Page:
Stafford Hall is an early 19th-century Federal-style mansion near Clear Spring in Washington County, Maryland, United States. Stafford Hall was the residence of John Thomson Mason, Jr. (May 9, 1815 – March 28, 1873), a U.S. Congressman from Maryland, representing the sixth district from 1841 to 1843.
Stafford Hall is a large two-story 36 room brick and stone mansion with nine double chimneys built around 1835 by John Thomson Mason, Jr. Mason named his property after Staffordshire, a homeplace of his great-great-great-grandfather Colonel George Mason I (5 June 1629–1686). Stafford Hall was later purchased by Mason's law classmate and Governor of Maryland, William Thomas Hamilton. Hamilton resided at the property for almost 50 years. In 1920, Stafford Hall was bought by the Leo Cohill family.
Stafford Hall had one of the largest apple orchards in the surrounding area. Its orchard produced more than 50,000 bushels of apples a year and employed hundreds of area residents. Nearby canning corporations including Musselman purchased apples from the Stafford Hall orchard. Stafford Hall Apples were shipped all over the United States, and to England and France. In the 1930s, lightning struck the packing house killing two workers.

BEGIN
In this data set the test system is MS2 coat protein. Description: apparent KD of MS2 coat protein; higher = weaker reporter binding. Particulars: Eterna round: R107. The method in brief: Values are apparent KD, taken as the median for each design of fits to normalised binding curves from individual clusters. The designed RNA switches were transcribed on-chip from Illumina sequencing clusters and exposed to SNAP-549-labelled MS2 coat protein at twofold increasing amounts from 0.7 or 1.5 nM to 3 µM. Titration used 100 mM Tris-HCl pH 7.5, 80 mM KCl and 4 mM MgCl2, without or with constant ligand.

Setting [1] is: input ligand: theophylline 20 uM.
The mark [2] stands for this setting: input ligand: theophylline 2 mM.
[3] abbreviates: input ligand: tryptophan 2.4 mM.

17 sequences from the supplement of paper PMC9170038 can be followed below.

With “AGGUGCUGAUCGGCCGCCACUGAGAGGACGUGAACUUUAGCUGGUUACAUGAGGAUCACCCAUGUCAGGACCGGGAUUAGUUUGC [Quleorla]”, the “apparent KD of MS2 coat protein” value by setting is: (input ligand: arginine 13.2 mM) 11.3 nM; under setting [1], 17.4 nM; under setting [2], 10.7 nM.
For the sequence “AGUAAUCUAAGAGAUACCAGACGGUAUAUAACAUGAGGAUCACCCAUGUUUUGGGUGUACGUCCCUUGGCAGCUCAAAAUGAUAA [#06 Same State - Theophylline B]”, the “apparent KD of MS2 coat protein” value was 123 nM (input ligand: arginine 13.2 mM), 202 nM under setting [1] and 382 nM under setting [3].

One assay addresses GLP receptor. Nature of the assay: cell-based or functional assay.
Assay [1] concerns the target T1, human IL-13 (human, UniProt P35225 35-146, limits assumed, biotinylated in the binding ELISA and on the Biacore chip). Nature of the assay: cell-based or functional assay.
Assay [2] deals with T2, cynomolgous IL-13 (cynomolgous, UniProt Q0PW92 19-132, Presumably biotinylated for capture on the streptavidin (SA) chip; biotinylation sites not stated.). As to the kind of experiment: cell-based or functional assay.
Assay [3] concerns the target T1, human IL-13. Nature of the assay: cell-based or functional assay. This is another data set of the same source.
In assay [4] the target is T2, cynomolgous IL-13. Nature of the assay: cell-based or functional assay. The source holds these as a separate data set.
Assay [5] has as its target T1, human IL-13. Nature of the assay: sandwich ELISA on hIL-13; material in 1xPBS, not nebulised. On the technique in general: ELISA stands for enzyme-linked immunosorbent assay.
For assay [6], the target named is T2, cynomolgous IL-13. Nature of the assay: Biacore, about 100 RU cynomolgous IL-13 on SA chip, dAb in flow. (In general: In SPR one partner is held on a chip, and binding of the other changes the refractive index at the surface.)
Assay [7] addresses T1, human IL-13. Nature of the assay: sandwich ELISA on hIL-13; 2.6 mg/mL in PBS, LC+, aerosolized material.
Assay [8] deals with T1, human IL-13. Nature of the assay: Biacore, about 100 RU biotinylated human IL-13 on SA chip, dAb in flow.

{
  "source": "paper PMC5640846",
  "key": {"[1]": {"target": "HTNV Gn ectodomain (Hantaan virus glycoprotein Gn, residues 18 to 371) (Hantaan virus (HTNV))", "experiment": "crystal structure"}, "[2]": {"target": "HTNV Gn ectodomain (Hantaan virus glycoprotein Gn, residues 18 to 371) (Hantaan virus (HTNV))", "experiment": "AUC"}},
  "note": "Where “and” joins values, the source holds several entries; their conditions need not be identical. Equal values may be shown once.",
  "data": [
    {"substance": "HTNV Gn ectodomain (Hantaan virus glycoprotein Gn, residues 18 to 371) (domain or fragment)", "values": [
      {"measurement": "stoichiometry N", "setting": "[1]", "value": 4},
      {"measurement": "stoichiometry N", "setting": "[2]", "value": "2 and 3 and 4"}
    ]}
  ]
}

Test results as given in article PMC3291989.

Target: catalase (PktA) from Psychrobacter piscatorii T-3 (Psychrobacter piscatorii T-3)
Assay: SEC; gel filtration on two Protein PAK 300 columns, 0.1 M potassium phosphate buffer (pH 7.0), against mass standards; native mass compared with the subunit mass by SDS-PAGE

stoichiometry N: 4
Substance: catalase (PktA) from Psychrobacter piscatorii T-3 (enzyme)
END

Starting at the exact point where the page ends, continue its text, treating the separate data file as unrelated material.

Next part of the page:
Local legend asserts the existence of a secret hidden room at Stafford Hall and that anyone discovers the room dies shortly afterwards. Legend also holds that a prominent magistrate from Hagerstown found the room in 1924 and died within the year. In 1926, Leo Cohill's nine-year-old daughter Margaret became ill after finding the room and admitted what she had done on her deathbed, begging her family members to not seek out the room.
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